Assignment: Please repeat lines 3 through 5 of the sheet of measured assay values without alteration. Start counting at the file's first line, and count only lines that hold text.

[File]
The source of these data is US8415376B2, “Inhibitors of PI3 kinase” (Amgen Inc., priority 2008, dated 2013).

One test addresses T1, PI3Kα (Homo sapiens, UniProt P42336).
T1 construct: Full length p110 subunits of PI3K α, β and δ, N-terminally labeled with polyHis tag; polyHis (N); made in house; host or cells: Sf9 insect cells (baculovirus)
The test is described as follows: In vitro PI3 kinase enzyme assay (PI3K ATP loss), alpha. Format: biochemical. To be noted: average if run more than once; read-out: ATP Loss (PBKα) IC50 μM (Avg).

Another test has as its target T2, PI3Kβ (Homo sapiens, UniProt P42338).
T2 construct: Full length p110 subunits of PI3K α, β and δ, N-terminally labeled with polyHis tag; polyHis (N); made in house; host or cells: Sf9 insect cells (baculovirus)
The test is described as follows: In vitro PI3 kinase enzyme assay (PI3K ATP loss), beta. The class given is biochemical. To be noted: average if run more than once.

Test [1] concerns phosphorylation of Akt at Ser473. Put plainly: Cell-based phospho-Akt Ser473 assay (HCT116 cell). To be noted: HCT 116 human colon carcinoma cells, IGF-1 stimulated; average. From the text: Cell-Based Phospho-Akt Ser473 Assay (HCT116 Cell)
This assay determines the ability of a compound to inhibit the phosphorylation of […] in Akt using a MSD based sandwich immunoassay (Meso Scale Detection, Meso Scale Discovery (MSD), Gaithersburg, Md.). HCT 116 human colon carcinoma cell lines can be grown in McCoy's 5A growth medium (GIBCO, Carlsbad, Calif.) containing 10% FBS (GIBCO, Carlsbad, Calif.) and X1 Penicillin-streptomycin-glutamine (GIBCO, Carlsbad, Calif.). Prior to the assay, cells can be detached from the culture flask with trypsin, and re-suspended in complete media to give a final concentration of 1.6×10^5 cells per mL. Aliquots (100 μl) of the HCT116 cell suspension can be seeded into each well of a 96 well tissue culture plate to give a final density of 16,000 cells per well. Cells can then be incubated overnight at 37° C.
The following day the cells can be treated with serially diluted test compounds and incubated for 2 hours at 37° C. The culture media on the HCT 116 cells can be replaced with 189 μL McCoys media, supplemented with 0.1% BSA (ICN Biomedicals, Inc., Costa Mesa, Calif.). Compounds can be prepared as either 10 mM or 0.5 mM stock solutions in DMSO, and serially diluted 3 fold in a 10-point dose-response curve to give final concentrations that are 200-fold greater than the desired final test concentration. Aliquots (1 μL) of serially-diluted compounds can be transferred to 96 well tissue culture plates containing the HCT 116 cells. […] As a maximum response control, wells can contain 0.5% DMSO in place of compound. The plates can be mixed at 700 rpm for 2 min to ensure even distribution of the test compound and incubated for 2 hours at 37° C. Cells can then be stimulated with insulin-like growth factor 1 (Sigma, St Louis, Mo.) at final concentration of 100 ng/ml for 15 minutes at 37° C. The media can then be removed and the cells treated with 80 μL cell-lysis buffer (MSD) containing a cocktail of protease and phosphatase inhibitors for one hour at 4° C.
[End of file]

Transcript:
T1 construct: Full length p110 subunits of PI3K α, β and δ, N-terminally labeled with polyHis tag; polyHis (N); made in house; host or cells: Sf9 insect cells (baculovirus)
The test is described as follows: In vitro PI3 kinase enzyme assay (PI3K ATP loss), alpha. Format: biochemical. To be noted: average if run more than once; read-out: ATP Loss (PBKα) IC50 μM (Avg).

Another test has as its target T2, PI3Kβ (Homo sapiens, UniProt P42338).